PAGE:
And the Prize for the Trailer that Traveled the Farthest Goes To…

…A 3,100-Mile Drive for a 3-Mile Row


by Stephen Mansfield – Posted on October 22, 2016

The Head of the Charles Regatta attracts clubs and rowers from all over the world. Most of the competitors coming from a certain distance fly into Boston. This creates a problem unseen to many of the Regatta’s attendees. Boats cannot be shipped through the mail or carried on to a plane. Many crews rent boats and oars from the many equipment manufacturers on site. But for some, there’s nothing like rowing your own boat. And for these crews coming from the other side of the country, the trailer driver just may be the team MVP.

One of these drivers is Martha Fitzpatrick, who spends most of the year working as the boatwoman for Lake Union Crew in Seattle, Washington. She has been taking the 3,100-mile trip from coast to coast in a red Ford F250 for seven years now. Her husband Rich has joined her on the past three.

These years of experience come in handy, because the trip is, as Martha describes it, “a challenge.” Over the years they have run in to every weather hazard from rain to wind to snow. While these can be annoying and potentially dangerous for anybody on the road, it becomes an even greater challenge when hauling a trailer full of 60-foot boats across Interstate 90.

Weather isn’t the only challenge they face either. Traffic is a major problem, and they have even been pulled over by state patrolmen who insist that they are driving a commercial vehicle. All of these issues mean that they have to plan in advance and be prepared for anything. They keep a log book detailing “which exits are easy in and outs” and which gas stations can accommodate their trailer. And when choosing hotels to sleep at, “we choose our stopping points based on how big the parking lot is,” she said.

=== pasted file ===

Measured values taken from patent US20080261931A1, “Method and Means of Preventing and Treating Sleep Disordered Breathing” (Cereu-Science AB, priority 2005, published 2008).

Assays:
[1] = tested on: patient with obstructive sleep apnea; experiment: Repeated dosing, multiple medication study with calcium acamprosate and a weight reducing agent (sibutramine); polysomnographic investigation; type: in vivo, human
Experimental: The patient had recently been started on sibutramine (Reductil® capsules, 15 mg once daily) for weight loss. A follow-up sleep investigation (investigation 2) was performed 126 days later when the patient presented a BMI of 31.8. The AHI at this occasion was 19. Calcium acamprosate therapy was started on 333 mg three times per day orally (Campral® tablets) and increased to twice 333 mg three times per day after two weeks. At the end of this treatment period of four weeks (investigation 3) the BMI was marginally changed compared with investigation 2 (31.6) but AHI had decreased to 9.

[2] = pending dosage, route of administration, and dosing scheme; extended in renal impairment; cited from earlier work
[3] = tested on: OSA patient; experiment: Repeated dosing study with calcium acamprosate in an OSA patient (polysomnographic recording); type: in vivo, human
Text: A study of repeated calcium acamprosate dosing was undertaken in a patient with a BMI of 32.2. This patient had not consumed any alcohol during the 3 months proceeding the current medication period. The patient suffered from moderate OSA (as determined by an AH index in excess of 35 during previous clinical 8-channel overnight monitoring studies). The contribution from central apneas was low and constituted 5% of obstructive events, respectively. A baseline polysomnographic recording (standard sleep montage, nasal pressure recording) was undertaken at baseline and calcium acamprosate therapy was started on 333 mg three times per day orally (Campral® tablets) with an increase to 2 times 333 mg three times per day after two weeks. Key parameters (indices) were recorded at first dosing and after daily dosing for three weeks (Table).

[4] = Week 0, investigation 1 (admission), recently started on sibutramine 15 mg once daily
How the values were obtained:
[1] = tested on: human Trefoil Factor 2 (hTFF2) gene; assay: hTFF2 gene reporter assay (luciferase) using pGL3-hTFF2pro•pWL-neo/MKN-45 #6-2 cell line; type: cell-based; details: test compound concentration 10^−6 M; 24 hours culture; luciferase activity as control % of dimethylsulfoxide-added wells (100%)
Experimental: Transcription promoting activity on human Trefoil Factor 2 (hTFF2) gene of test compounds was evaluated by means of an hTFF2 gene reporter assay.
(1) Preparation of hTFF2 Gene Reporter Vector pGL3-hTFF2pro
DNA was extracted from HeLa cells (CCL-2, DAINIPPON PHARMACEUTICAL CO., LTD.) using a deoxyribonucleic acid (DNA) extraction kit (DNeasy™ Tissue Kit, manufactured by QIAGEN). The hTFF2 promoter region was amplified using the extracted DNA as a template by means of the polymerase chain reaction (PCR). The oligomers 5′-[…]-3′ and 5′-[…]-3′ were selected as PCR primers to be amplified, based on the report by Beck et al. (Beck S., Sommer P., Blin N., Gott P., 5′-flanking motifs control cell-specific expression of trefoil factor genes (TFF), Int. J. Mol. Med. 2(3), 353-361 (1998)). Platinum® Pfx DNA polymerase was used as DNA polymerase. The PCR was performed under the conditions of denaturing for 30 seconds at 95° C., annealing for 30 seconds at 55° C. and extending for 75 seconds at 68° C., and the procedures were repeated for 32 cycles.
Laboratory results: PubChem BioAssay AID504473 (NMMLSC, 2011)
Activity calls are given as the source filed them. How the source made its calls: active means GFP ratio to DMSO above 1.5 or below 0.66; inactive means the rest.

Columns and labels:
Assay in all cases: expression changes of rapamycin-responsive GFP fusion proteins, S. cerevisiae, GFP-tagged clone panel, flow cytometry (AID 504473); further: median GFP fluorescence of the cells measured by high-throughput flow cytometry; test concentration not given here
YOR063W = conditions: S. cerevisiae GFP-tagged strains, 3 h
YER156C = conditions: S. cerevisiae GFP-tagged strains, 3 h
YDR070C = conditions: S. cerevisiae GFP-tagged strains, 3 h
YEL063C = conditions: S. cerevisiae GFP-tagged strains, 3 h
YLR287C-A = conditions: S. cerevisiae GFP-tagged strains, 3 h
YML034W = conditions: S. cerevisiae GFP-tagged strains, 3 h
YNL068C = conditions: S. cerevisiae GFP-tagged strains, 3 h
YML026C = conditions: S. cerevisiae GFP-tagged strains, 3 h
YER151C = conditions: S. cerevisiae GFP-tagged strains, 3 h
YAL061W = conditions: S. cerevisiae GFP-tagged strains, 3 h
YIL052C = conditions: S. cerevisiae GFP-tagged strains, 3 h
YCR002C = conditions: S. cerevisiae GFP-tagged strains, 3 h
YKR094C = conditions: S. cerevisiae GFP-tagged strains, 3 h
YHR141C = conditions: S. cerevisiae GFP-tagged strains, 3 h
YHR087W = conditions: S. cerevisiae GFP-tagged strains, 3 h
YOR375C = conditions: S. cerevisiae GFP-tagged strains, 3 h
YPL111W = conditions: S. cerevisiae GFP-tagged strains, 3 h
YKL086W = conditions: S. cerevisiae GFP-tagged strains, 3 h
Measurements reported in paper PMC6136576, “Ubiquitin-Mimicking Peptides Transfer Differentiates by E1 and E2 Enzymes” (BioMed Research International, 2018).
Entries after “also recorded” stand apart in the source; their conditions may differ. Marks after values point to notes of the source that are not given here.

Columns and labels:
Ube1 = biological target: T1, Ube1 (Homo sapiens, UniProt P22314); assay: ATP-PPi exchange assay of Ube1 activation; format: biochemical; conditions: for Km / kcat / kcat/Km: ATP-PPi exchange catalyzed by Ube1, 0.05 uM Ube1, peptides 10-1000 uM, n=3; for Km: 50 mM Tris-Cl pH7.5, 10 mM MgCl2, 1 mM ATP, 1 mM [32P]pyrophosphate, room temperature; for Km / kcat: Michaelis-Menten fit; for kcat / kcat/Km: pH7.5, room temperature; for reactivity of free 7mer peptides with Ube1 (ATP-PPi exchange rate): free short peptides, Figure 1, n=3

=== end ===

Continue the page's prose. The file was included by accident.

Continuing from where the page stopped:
They are similarly organized when it comes to food. They keep a list of good food stops in the log book, and her husband, who Martha calls the “snack master,” packs snacks into small containers before they leave.

Having two people along for the ride gives them the benefit of being able to switch drivers. This allows them to start the trip by going 36 hours straight until they hit Minnesota. They then take it easier the next two days, only driving for twelve hours. Spending 60 hours in a truck together also gives them the ability “to chat with each other, without all the everyday interruptions.”

When they’re not talking, they are listening to podcasts, music, or books on tape. This year’s trip included a lot of TED Talks, podcasts of NPRs “Wait Wait Don’t Tell Me,” and a books-on-tape version of Dan Brown’s Inferno. Martha’s favorite program is “The Thistle & Shamrock,” a Celtic music show which her husband “kindly tolerates.”

Lake Union Crew in competing in the Women’s Senior Master Eights, the Women’s Senior Master Fours, the Women’s Club Fours, the Women’s Master Fours, and the Men’s Club Singles this weekend. After the singles race on Sunday, Martha and Rich plan on getting the trailer packed up and immediately heading back to Seattle. After some time has passed, they’ll look back on the experiences fondly, she says. But before that there’s another 3100 miles of I-90.

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Make this year’s Head Of The Charles® a success. There are many opportunities to get involved over race weekend and before.